the frnech spanish and portugese recruited people form whait is now indonesia and the phillipines for their activities in indochina..
add that to the fact the taditionally the malayan people from java and their relatives held sway ove rthe oceans of asia untill the arrival of europeas.. (the bay manilla being on being a vassal of the malays in burnei who were in turn in the past comming fomr java in pre islamic times..) the fact that thai, chinese vietnamese ect has many malayo-polinesian words.. the fact that thai rules have many articles of Malayan attire. and in the past wore malay kris and badek knives.. ect.. fact that ther eis krist knives from vietnam of a specific style typically with metal handles.

its just somethign peopel have forgotten in the last few centuaries but in the hindu period of asia the ocient was totally dominated by the malayan people not just in thier own lands but what we now call china the southern part of this coast .. thailand and parts of burma.. even celon ect..
these people traveled very far from their homelands to trade and at the time operated quite sophisticated states trade based

so although these networks were on a rapid decline when europeans began their trading in these regions i have no doubt that sea going people still traded and had contact with various ports to sell and buy goods..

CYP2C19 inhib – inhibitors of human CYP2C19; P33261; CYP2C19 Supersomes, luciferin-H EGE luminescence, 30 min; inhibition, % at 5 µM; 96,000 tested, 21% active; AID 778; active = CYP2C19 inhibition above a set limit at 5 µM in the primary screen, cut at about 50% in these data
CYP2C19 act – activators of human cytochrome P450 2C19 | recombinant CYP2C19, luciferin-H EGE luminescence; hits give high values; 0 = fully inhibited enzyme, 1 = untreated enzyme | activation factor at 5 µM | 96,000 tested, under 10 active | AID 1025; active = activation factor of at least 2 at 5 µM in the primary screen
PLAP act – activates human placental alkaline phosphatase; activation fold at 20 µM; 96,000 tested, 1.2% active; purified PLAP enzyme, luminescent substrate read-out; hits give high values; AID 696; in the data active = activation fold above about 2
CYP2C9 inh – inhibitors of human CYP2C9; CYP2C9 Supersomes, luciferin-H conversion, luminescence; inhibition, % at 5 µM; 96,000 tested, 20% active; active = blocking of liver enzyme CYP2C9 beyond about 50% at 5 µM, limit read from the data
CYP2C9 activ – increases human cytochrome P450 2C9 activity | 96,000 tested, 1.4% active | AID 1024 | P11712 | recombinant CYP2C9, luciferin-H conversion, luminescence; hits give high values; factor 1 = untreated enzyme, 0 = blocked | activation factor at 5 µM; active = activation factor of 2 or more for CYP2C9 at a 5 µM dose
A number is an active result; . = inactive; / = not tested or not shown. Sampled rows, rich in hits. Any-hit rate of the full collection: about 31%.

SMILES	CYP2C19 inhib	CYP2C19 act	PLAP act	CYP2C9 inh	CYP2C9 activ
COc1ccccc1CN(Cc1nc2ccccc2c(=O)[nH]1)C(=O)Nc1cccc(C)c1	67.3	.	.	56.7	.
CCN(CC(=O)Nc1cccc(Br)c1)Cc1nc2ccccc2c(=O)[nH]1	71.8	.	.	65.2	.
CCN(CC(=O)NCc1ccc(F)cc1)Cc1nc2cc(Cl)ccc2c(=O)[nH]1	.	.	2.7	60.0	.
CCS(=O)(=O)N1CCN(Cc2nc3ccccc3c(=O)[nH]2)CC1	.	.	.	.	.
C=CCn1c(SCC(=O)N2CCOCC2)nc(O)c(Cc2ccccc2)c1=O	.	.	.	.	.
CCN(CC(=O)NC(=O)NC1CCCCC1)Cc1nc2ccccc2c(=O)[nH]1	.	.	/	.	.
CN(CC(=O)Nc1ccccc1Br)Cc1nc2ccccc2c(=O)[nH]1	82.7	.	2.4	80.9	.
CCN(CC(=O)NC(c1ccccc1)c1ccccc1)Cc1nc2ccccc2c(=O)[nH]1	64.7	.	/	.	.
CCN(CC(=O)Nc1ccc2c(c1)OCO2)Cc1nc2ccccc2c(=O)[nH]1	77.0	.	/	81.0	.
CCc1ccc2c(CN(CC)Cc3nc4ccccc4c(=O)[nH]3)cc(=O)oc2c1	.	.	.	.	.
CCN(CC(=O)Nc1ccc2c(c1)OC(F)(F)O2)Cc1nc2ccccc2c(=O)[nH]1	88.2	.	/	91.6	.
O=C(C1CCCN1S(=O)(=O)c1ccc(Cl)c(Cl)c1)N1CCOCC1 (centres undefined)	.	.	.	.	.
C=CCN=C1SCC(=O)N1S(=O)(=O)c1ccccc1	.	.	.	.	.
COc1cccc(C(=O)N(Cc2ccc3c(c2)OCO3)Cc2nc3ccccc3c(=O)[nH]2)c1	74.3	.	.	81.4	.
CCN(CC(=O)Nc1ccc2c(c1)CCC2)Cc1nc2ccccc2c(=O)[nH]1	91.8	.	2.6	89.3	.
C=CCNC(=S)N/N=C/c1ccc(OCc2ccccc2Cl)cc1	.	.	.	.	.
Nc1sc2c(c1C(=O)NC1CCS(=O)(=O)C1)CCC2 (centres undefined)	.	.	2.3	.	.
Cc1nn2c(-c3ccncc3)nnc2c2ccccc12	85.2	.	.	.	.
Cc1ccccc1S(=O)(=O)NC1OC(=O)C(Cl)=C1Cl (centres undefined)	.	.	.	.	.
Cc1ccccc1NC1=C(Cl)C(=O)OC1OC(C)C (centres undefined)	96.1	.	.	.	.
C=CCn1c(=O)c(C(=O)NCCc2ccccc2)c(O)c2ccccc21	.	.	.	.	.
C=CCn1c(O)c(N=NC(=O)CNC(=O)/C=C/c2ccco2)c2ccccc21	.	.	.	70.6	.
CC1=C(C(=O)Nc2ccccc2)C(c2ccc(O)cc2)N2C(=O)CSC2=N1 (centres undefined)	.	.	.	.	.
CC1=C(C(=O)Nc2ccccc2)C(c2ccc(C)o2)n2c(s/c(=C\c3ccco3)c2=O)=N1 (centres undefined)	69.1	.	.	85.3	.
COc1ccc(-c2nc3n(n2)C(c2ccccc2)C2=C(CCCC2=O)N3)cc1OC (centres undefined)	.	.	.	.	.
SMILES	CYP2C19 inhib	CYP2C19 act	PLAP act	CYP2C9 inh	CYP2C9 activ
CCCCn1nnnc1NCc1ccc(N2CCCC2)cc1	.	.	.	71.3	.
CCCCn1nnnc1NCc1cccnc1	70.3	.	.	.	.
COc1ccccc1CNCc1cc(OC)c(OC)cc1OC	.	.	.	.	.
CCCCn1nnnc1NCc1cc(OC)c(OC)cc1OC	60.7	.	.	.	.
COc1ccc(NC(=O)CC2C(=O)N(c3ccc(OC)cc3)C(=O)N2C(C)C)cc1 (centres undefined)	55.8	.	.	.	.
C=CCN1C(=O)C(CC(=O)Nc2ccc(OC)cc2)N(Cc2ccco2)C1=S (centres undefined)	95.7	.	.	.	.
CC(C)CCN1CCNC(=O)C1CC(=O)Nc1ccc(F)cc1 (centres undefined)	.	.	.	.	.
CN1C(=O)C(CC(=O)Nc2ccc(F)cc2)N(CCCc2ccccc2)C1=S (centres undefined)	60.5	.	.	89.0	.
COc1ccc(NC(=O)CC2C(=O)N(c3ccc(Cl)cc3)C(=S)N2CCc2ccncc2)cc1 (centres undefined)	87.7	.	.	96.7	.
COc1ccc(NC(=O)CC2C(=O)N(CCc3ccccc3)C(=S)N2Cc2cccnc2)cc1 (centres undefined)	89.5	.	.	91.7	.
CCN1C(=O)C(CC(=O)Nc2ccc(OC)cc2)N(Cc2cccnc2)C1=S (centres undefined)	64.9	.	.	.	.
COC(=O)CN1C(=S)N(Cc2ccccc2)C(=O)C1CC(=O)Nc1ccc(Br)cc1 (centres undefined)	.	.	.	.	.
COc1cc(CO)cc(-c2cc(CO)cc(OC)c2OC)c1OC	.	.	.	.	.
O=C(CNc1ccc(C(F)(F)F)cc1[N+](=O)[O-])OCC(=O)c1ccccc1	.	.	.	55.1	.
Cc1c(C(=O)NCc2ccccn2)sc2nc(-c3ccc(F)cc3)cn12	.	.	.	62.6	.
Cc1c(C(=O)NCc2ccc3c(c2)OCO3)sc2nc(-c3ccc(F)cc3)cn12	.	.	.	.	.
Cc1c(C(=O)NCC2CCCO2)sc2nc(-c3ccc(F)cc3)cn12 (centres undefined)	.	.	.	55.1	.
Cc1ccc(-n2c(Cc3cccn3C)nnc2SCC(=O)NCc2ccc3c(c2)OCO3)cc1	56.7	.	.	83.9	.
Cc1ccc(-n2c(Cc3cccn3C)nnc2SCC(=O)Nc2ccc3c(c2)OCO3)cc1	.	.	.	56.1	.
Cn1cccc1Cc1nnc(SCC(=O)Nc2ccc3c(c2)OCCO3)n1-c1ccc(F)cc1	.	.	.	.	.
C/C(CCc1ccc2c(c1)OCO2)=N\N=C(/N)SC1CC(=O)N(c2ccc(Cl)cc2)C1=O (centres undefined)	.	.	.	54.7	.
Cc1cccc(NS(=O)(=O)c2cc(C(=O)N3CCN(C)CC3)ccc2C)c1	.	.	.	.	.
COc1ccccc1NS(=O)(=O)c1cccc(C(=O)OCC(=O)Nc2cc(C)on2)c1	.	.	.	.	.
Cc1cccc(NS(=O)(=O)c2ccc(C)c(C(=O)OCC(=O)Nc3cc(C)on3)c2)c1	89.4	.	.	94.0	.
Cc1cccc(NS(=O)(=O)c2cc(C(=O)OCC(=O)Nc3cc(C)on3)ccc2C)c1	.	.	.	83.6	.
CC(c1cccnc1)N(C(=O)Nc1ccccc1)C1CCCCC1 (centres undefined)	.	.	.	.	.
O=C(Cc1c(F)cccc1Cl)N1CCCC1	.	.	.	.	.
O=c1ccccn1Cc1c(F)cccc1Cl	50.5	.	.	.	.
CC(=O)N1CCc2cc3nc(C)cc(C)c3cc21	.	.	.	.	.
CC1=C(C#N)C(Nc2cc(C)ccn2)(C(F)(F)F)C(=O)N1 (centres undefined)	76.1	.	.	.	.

i was reading an article that speculated that malayian traders were the ones that brought elephantiasis to korea in the medieval period as it is a tropical disease but strangely so common to korea.
they got around a lot...as you can see by the people in madagascar. or invasion of celon...

so i find it not at all surprising that their weapons may be present in vietnam..

im quite sure if you look in a sri lankan museum you would see examples as well

DhaDha 31st December 2017 03:30 PM

1 Attachment(s)
[QUOTE=im quite sure if you look in a sri lankan museum you would see examples as well[/QUOTE]

From my visit to the National Museum in Colombo about a year ago.

Ian 31st December 2017 04:06 PM

In more than 40 years of traveling frequently to the Philippines and visiting many national and regional museums, I have not come across any antique dha or daab. One does occasionally find a contemporary Thai daab in antique shops, similar to the one shown at the top of this thread.

Perhaps some of our members who are residents of the Philippines can throw more light on the presence of antique dha/daab within their country, but my experience has been unsuccessful in finding examples (and I was looking for them).

Ian

ashkenaz 11th January 2018 06:56 PM

Quote:
Originally Posted by DhaDha
From my visit to the National Museum in Colombo about a year ago.


I know this is a bit off topic, but that photo you attached to your post, the Malay blade on the bottom left, doesn't that kind of look like a Ginunting? Or no? Is it related to the Ginunting in any way?

Ian 12th January 2018 11:43 PM

Hi Ashkenaz,

It's a common blade form in SE Asia, basically one type of forward-weighted chopper. The Moro bangkung, for example, has a similar blade profile.

Ian.